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On International Youth Day, a new poll highlights prevalence of bullying and its devastating impact on young people

In a recent U-Report poll young people were asked via SMS, Facebook and Twitter, a series of questions relating to the impact of bullying in their community, their own personal experiences of bullying and what they think can be done to end this type of violence. More than 100,000 U-Reporters, recruited by partners such as the Scouts and Girl Guides, with an estimated age of 13-30, participated in the poll including young people from Chile, Ireland, Liberia, Malaysia, Mexico, Mozambique, Nigeria, Pakistan, Senegal, Sierra Leone, Swaziland, Uganda, and Ukraine through the Global U-Report channel.

More than nine out of 10 young people believe bullying is a pervasive problem in their communities, and two-thirds say they have experienced bullying first hand.

That statistic is consistent with Ukrainian national results. Half of all poll participants in Ukraine have experienced bullying personally, 76% indicating that it happened because of the way they look. In Ukraine, the likelihood of being bullied is spread relatively evenly among all age groups, dropping slightly at age 15-19, and rising again at age 20 [1]. Furthermore, males are slightly over ten percent more likely to have been bullied.

Almost 40% of Ukrainian respondents that are bullied tell no one about what happened. If they do, it is likely either their parents/relatives (27% of the time), or a friend/sibling (25% of the time). Only 4% inform teachers that were bullied. Ukrainians see a correlation with adult reaction and the worsening or betterment of the issue; the most popular answer to the question, ‘why is bullying happening?’ was ‘because adults ignore it,’ at 37%. In addition, over half of respondents say that we need to train teachers to end bullying; seven out of ten incidences of bullying happen face to face at school.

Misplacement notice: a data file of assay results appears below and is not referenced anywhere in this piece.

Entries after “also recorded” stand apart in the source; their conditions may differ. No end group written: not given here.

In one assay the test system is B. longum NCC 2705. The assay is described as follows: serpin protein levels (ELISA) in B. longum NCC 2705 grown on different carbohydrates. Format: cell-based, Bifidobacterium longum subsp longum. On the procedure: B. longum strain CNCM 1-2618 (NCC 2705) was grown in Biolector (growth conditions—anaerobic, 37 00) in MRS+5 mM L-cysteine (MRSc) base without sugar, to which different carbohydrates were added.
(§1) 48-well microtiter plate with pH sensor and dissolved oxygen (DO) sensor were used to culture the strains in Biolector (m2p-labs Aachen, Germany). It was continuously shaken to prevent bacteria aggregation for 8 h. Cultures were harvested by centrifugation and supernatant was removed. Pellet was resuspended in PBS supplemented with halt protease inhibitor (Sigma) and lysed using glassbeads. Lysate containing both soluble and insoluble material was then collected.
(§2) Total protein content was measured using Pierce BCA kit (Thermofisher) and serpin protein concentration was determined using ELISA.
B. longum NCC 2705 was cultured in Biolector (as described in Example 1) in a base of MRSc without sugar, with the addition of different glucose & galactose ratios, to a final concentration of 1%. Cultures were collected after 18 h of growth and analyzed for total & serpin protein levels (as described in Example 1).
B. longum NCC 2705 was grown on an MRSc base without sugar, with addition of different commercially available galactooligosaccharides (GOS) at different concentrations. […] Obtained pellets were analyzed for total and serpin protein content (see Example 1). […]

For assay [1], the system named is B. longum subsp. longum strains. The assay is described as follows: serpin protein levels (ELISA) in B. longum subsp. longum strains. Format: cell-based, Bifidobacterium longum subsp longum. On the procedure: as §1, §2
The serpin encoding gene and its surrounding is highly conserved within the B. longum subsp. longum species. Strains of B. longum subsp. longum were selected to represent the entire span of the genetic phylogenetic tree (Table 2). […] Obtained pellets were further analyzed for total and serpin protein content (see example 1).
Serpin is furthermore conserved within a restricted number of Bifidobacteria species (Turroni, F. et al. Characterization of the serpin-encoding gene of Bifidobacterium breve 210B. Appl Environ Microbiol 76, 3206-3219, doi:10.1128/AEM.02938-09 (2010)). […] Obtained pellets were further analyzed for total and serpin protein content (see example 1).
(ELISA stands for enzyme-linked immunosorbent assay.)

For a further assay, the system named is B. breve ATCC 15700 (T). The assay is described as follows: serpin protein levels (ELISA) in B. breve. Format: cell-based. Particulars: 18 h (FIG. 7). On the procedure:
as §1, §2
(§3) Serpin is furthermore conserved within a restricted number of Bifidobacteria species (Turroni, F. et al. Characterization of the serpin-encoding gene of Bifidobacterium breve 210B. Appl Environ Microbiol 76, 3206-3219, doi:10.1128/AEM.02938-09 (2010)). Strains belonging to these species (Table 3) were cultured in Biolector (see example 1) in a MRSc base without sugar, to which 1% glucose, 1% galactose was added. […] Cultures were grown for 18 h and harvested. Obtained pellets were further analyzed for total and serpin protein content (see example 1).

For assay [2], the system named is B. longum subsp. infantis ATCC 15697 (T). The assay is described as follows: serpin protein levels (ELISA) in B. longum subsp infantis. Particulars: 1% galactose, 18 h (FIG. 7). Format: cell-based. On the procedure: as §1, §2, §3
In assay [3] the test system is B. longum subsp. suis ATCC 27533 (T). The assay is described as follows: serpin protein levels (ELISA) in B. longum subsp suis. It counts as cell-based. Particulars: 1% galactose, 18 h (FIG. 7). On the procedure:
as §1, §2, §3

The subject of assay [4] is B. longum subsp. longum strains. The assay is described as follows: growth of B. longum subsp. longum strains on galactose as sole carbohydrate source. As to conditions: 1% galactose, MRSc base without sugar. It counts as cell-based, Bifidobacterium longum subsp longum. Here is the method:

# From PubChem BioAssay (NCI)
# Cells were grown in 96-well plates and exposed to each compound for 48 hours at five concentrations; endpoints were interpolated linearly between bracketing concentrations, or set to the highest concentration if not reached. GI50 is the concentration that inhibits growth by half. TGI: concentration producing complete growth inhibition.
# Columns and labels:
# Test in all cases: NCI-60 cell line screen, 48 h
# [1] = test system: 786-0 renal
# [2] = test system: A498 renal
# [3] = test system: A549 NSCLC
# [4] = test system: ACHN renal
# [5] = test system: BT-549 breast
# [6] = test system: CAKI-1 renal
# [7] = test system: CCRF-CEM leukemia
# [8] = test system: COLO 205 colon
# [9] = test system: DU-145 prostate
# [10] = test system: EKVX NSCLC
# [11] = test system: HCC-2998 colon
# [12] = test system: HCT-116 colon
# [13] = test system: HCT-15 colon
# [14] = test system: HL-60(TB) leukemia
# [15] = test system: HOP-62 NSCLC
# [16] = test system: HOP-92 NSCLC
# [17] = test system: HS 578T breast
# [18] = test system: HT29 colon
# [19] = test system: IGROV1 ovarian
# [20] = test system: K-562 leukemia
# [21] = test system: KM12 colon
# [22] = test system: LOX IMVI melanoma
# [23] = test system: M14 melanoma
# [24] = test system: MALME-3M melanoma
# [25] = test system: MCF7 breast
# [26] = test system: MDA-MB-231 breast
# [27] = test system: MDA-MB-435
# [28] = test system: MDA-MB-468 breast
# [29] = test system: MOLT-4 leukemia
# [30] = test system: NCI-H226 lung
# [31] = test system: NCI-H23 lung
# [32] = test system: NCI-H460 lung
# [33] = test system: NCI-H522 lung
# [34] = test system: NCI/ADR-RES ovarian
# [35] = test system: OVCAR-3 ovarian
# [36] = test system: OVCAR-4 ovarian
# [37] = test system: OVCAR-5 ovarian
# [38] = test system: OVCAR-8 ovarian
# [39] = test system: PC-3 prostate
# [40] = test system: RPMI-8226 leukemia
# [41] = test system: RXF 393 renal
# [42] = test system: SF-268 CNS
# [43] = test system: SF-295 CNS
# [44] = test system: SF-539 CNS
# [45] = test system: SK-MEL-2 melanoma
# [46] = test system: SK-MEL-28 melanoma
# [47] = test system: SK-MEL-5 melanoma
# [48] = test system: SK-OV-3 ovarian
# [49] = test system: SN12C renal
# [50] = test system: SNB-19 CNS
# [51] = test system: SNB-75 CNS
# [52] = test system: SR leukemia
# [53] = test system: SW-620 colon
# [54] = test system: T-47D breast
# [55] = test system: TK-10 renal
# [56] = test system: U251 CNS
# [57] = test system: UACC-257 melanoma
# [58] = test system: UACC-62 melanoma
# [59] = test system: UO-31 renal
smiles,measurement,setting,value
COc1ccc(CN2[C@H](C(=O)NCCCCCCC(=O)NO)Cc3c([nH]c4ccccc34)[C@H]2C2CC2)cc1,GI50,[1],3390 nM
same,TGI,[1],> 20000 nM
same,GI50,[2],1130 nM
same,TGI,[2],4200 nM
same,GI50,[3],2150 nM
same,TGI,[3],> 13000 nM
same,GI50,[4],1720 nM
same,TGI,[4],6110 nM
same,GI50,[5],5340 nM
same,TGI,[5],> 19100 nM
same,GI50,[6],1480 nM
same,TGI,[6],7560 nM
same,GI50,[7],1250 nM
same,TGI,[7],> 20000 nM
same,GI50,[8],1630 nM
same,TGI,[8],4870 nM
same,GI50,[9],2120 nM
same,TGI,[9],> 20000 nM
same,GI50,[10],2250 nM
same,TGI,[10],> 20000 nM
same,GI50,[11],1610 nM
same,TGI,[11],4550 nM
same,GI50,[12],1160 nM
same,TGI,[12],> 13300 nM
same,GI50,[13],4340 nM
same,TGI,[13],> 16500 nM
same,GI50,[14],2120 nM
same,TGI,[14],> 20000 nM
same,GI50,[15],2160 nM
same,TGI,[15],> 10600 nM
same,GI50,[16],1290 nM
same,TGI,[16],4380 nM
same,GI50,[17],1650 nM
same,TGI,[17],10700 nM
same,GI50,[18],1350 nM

"Bullying in schools is an endemic problem throughout Ukraine regardless of the levels of impact of or proximity to the conflict. Following the launch of the U-report in Ukraine, youth seized the opportunity to voice their concerns and, with regards to violence in schools they have spoken loud and clear,” said Giovanna Barberis, UNICEF Representative in Ukraine, encouraging young people to be vocal and act for social change.

UNICEF works to engage children and adolescents on the impact of bullying as part of its global End Violence Against Children initiative including through the U-Report platform and through global social media campaigns (#ENDViolence.) UNICEF, together with its partners, also works to strengthen education systems in schools and establish strong referral systems for child welfare.

U-Report is a social messaging tool available in 24 countries with a subscriber base of over two million young people. It is a system of public opinion polls through free SMS and Twitter. Young people join the project via sending a free SMS ‘START’ to short code 4224, and weekly answer short polls. With the help of U-Report, UNICEF and partners analyze social issues that matter to youth, and use the polls’ results to influence the development of social policies. Ukraine was the first one in Europe to launch the project. U-Reporters also receive the results and are sent information and advice from UNICEF, our partners and U-Reporters themselves: https://ukraine.ureport.in/

About UNICEF: UNICEF promotes the rights and wellbeing of every child, in everything we do. Together with our partners, we work in 190 countries and territories to translate that commitment into practical action, focusing special effort on reaching the most vulnerable and excluded children, to the benefit of all children, everywhere.

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[1] In 1985, the UN celebrated the first International Year of Youth launched on August 12- International Youth Day. Today, International Youth Day draws attention to a range of cultural and legal challenges related to young people. It provides a forum to discuss how to strengthen national capacity in youth focused areas and to increase opportunities available to young people for full, effective and constructive participation in society.

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